Question: Are district employees putting themselves at risk when they use open wireless access points or hotel broadband Internet connections with a laptop computer, as when attending a conference or away from school for another reason?
The IT Guy says:
Absolutely. Yes. Without question. This is a huge problem and most people seem to be oblivious to it.
In coffee shops, airports, hotels, other public places or even your own home, unscrupulous hackers can use free software tools to steal passwords and other confidential information quite easily if computer users have not taken steps to protect themselves. And today, most people haven't taken those steps. Even worse, these hacking tools are now graphically based and so require little if any technical background or knowledge to use. It is very scary to not only see, but realize how many people put themselves at risk regularly for identity theft and other problems when someone else obtains their user-ID and password information.
The best defense against identity theft through a wireless access point or even a hotel broadband computer connection is a good offense in the form of a VPN connection. Schools should provide employees with VPN access to the school network, so they can connect in hotels and at open wireless access points through this secure "VPN tunnel." Otherwise, anyone could be watching all the messages and Internet traffic the person is sending and receiving. This includes Email usernames and passwords that are sent as clear text.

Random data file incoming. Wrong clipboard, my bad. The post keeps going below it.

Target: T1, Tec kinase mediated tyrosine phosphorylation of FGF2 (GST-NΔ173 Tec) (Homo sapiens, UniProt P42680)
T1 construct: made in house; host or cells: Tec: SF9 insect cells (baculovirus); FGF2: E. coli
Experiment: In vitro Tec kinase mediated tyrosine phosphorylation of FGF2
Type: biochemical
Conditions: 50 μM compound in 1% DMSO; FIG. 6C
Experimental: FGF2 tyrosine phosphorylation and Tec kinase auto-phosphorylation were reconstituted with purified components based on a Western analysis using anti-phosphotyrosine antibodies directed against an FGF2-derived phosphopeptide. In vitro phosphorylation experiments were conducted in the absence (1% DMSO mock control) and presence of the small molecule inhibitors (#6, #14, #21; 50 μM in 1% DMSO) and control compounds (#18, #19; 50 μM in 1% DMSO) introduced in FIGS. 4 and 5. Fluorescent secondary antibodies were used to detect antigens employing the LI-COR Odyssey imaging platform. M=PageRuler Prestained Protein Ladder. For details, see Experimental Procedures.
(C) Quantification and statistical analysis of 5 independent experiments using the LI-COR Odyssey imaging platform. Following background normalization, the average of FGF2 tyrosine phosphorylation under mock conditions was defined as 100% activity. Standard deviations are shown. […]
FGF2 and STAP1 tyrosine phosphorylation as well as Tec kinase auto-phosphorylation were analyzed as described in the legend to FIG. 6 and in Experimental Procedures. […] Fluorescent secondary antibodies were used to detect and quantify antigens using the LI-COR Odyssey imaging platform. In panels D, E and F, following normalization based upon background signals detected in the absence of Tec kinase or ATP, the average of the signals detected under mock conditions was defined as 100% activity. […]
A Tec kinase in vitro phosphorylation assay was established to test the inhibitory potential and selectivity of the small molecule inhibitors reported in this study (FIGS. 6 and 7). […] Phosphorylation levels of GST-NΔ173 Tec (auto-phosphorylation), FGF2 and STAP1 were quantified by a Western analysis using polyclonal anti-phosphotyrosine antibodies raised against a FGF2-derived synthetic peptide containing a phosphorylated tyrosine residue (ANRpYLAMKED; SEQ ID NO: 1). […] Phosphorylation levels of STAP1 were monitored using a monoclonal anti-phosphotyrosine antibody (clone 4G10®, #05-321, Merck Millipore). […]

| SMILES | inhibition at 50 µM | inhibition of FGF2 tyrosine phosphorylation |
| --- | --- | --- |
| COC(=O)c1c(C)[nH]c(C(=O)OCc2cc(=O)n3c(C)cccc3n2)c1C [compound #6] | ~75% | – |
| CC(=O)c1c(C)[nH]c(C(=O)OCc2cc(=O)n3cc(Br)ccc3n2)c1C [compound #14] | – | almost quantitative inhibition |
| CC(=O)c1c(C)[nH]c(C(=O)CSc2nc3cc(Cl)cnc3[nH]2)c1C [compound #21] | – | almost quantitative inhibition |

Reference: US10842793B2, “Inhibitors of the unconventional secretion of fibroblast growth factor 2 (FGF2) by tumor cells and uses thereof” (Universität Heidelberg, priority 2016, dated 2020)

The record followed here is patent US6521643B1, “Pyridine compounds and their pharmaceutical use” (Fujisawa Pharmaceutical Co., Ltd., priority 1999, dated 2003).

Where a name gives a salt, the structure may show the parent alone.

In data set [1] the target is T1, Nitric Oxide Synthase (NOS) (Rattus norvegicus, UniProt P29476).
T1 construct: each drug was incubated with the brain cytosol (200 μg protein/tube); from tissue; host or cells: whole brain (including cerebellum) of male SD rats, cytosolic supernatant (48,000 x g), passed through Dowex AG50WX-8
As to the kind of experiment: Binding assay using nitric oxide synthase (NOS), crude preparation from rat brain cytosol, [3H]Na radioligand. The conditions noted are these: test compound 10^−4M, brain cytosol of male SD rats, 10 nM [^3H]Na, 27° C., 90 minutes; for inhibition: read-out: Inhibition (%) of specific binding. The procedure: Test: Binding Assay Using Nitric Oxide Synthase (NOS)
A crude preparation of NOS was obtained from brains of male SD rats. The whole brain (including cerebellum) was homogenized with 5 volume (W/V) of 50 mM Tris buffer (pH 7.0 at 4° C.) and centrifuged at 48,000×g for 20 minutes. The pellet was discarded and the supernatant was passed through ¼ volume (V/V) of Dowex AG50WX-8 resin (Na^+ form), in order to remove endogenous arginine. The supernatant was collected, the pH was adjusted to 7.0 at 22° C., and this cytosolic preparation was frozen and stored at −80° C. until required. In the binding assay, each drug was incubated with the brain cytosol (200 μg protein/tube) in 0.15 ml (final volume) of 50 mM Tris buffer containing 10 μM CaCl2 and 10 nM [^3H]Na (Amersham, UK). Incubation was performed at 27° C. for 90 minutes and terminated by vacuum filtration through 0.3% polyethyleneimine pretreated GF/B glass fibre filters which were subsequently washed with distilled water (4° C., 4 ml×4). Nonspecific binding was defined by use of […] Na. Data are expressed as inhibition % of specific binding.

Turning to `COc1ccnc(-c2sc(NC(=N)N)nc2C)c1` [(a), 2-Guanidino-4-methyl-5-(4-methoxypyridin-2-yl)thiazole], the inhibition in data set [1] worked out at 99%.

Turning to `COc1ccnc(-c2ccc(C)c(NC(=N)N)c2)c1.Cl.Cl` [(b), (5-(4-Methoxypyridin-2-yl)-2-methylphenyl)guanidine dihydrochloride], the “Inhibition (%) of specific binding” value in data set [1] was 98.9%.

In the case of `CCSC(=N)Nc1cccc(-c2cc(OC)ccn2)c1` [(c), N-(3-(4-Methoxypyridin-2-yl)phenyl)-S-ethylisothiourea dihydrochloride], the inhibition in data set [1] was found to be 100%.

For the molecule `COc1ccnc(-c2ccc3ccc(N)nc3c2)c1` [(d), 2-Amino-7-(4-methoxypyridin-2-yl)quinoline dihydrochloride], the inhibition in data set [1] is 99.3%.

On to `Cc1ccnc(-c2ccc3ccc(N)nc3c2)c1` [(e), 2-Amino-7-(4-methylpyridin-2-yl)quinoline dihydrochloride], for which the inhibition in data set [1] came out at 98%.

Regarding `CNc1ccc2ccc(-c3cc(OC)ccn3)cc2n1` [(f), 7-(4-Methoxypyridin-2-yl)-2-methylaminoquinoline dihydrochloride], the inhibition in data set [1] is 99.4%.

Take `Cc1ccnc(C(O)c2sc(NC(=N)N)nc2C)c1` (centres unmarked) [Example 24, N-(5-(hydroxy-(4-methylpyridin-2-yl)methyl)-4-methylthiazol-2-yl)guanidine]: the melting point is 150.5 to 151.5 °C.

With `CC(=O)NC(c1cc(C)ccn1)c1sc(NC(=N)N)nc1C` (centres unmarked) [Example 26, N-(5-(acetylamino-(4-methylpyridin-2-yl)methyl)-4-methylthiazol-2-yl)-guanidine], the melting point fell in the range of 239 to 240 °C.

People with wireless home computer networks should not stop with the recommendations I have made previously of just changing the network ID (SSID), hiding it so others cannot browse to it, and changing the default password for router administration. What once was considered a safe technique — enabling "MAC address filtering" (a positive security measure that requires the network administrator / homeowner to add the numeric identification number of each wireless device's network card into the router) — is now actually a poor defense, since the TCP packet sent by an authorized computer contains that exact MAC address in its initial character sequence. This means a MAC address can be easily spoofed.
WEP wireless security can also be defeated relatively easily by a hacker who wants to break into your home network, but a secure WPA password can be theoretically impossible to break. The producers of the Security Now podcast offer a free web-based tool for creating theoretically unhackable WPA passwords — access it at Perfect Passwords. Users can refresh the page to obtain different, random 64 or 63 character password strings.
For more on these topics, read the “Wireless Security Recommendations for Rutgers,” and listen to the excellent recent episodes about wireless security, WEP, WPA and VPN on the “Security Now” podcast. Finally, when you are away from home, always connect to VPN before using your Email, posting to your blog, or doing anything else with a program that requires a username and password! If you don't have access to a VPN account, consider paying for and using a service like “HotSpotVPN.”
Next Tip: ePrinting Solutions